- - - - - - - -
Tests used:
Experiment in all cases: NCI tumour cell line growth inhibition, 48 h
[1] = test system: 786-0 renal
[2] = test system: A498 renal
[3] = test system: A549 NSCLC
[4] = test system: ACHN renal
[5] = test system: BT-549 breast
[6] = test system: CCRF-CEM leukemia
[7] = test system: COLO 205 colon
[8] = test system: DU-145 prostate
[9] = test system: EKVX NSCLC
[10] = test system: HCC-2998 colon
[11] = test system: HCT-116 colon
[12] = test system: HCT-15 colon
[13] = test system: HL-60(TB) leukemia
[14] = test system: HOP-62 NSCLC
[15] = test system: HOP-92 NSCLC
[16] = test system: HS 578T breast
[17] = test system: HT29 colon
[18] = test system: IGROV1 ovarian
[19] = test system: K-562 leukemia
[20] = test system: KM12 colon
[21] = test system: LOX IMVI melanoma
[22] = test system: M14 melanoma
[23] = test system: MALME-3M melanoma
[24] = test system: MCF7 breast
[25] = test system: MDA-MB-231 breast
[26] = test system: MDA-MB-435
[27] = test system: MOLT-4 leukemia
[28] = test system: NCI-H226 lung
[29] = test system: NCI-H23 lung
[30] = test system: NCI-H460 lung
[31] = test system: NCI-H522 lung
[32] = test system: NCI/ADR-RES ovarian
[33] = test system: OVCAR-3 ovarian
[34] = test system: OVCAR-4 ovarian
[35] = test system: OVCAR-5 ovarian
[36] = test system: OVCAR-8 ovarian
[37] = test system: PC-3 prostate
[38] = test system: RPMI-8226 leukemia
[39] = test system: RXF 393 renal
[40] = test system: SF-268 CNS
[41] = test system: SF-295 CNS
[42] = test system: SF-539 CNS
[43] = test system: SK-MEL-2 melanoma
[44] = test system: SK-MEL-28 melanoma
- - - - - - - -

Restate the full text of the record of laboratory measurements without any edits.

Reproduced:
Tests used:
Experiment in all cases: NCI tumour cell line growth inhibition, 48 h
[1] = test system: 786-0 renal
[2] = test system: A498 renal
[3] = test system: A549 NSCLC
[4] = test system: ACHN renal
[5] = test system: BT-549 breast
[6] = test system: CCRF-CEM leukemia
[7] = test system: COLO 205 colon
[8] = test system: DU-145 prostate
[9] = test system: EKVX NSCLC
[10] = test system: HCC-2998 colon
[11] = test system: HCT-116 colon
[12] = test system: HCT-15 colon
[13] = test system: HL-60(TB) leukemia
[14] = test system: HOP-62 NSCLC
[15] = test system: HOP-92 NSCLC
[16] = test system: HS 578T breast
[17] = test system: HT29 colon
[18] = test system: IGROV1 ovarian
[19] = test system: K-562 leukemia
[20] = test system: KM12 colon
[21] = test system: LOX IMVI melanoma
[22] = test system: M14 melanoma
[23] = test system: MALME-3M melanoma
[24] = test system: MCF7 breast
[25] = test system: MDA-MB-231 breast
[26] = test system: MDA-MB-435
[27] = test system: MOLT-4 leukemia
[28] = test system: NCI-H226 lung
[29] = test system: NCI-H23 lung
[30] = test system: NCI-H460 lung
[31] = test system: NCI-H522 lung
[32] = test system: NCI/ADR-RES ovarian
[33] = test system: OVCAR-3 ovarian
[34] = test system: OVCAR-4 ovarian
[35] = test system: OVCAR-5 ovarian
[36] = test system: OVCAR-8 ovarian
[37] = test system: PC-3 prostate
[38] = test system: RPMI-8226 leukemia
[39] = test system: RXF 393 renal
[40] = test system: SF-268 CNS
[41] = test system: SF-295 CNS
[42] = test system: SF-539 CNS
[43] = test system: SK-MEL-2 melanoma
[44] = test system: SK-MEL-28 melanoma